On a regional basis, ammo shipments in the West were up 12%. Centerfire ammo was up 14%, with a 50-50 pistol-to-rifle share. In the Midwest, overall ammo shipments were up 13%, with 57% centerfire rifle compared to 43% handgun. In the South, ammo shipments were up 15% compared to Q1 2023, with centerfire ammo being 57%. Some 23% was 9mm, and 22% was .223/5.56. In the Northeast, ammo shipments were up 15% overall. Centerfire ammo increased in share year over year, with 42% 9m and 38% .223/5.56.


Optics represented another fairly bright spot in Q1 2024. Overall, optics shipments were up 6% compared to 2023, although they were down 15% compared to the three-year average. Shipments were driven by observation optics, like binoculars, which were up 25%. For the quarter, riflescopes and reflex sights drove more  than 60% of optics shipment dollars.

“Riflescopes' average weekly shipments fell steadily through Q1 2024,” the report stated. “Overall riflescope shipments have been declining since November 2023. Reflex sights are a bright spot in optics. Their inventory weeks of supply have been declining since October 2023.”

On a regional basis, in the West optics overall were down 17%, with observation optics flat, scopes down 33% and reflex sights down 50%. In the Midwest region, shipment of optics was up 11% overall, observation optics doubled from first quarter 2023, scopes were flat and so were reflex sights. In the South, overall optics shipments were up 15% over Q1 2023, with observation optics doubling, scopes flat and reflex sight shipments flat. In the Northeast, overall optics shipments were about the same as Q1 2023. Observation optics were up 33%, scopes were flat and reflex sights were about the same as in Q1 2023.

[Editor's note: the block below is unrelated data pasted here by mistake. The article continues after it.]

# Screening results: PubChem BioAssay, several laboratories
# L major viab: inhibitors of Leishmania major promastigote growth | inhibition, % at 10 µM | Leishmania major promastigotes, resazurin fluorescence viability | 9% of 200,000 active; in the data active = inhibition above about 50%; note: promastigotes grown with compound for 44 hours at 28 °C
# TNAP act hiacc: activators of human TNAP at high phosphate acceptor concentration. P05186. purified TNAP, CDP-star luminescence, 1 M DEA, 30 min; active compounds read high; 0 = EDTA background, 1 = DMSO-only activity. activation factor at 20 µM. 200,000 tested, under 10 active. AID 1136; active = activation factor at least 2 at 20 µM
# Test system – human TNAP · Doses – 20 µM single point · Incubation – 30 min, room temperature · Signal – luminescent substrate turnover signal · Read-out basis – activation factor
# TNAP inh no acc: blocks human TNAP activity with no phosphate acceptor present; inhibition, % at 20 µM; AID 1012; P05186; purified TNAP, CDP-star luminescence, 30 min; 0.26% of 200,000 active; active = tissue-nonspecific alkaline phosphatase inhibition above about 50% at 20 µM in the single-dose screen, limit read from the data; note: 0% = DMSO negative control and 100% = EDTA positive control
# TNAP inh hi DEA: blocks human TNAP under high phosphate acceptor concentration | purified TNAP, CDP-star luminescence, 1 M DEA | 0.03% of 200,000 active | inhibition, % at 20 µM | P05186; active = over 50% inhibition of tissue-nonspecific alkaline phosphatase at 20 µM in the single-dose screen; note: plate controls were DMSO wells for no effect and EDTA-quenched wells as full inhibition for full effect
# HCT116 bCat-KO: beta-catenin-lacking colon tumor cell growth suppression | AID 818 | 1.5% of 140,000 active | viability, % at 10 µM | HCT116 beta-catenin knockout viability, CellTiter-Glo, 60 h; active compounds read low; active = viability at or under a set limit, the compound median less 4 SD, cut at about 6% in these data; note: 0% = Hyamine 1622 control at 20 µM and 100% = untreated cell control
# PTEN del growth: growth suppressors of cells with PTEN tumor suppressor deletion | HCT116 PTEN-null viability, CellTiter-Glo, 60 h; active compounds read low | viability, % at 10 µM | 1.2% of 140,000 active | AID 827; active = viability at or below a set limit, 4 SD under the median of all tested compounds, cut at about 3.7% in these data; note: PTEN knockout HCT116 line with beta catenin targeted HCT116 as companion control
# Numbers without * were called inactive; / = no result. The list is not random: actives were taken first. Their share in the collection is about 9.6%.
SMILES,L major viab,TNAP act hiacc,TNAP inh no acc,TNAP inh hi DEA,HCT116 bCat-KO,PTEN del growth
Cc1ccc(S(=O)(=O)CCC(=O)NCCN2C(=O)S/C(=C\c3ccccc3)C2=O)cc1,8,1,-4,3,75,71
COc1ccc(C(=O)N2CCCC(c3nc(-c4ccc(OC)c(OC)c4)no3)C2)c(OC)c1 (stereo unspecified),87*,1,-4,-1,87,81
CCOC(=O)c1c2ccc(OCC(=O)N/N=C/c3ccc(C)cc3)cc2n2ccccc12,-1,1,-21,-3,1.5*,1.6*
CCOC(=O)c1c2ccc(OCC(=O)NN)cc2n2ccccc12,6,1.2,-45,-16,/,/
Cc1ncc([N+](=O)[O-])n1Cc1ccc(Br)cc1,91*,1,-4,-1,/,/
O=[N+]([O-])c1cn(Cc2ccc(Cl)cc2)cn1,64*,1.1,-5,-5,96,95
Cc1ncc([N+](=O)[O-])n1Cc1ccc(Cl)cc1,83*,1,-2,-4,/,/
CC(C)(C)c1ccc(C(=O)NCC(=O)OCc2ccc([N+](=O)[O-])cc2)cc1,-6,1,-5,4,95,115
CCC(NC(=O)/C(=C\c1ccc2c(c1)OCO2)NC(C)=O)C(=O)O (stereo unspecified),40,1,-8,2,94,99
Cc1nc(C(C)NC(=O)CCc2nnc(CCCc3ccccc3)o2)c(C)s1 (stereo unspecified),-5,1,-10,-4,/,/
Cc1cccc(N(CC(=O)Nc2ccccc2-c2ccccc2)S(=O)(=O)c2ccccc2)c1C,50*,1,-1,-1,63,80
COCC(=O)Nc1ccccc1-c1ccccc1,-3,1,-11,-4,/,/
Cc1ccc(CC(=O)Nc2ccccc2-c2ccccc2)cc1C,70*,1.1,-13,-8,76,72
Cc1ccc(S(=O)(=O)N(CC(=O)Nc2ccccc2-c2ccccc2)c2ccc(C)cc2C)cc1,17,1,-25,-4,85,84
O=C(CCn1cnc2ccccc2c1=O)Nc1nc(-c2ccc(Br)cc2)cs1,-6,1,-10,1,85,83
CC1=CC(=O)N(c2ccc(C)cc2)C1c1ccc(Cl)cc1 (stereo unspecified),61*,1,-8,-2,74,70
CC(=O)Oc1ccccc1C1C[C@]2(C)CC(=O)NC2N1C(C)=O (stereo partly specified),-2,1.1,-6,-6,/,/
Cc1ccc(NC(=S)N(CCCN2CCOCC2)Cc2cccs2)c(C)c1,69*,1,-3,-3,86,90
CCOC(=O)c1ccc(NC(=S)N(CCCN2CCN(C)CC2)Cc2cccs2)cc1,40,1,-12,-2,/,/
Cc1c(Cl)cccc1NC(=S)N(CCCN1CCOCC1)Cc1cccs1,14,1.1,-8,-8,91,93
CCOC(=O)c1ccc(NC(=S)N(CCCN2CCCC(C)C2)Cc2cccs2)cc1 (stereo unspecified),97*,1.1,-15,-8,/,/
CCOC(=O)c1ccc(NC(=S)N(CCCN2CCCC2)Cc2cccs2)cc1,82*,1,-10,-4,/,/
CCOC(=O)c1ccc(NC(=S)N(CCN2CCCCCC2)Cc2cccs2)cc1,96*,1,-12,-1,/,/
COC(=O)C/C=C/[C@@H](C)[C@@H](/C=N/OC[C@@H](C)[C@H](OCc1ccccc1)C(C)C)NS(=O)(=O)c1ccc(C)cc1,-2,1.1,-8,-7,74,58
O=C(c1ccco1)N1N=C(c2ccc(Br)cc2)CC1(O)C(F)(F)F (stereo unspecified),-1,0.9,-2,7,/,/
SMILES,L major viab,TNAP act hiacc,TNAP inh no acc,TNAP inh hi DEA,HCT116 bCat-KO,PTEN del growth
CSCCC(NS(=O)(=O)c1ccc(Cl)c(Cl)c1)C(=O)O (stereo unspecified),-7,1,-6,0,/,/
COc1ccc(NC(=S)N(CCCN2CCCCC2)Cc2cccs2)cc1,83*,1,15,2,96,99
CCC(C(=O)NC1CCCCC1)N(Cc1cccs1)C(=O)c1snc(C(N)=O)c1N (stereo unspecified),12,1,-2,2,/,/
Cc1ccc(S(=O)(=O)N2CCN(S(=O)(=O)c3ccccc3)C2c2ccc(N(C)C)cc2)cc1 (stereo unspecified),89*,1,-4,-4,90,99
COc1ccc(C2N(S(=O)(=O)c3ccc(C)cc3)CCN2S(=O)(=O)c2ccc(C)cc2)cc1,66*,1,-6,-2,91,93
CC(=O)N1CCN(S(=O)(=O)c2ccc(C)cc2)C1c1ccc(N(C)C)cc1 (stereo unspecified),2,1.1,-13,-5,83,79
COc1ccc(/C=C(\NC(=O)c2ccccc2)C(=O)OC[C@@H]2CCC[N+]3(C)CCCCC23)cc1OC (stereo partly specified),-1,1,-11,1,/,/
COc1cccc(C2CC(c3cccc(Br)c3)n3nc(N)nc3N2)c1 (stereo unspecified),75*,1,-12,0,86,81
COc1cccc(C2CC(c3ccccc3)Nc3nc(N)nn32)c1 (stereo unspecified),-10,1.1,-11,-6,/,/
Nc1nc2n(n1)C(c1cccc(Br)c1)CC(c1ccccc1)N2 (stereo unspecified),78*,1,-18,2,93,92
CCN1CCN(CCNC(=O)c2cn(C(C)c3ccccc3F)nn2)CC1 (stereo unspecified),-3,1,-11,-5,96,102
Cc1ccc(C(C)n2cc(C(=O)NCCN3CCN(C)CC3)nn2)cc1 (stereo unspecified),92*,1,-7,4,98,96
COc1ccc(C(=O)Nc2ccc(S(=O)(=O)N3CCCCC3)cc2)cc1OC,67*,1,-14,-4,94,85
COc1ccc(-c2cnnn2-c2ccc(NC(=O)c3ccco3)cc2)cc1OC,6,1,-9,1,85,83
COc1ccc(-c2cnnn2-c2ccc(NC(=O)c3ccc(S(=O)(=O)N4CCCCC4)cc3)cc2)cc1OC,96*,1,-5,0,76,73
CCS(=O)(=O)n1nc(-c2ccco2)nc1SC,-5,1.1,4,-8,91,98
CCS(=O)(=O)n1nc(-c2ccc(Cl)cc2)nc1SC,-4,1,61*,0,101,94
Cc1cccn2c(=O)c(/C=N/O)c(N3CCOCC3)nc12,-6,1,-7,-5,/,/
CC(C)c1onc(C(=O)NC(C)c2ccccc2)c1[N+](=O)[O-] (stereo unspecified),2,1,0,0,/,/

All of that data raised a number of questions as Q2 2024 kicked off. Are people waiting for new products to launch, which typically begins in April? Will we begin seeing growth when those new products hit the shelves? Have manufacturers caught up with their production goals? And what about supply chain issues? 

In the end, no matter what you sell in the firearms industry — guns, ammo, optics or all three — uncertainty is making retailers study the available data and make more discerning choices about what guns and related products they are purchasing as 2024 continues.

“Retailers are cautious and not buying back at the same rate they are selling through,” the report concluded. “Regulatory changes or potential changes, election concerns, the economic environment, world events and changes in historical demand are impacting the distribution and retail side of the equation.”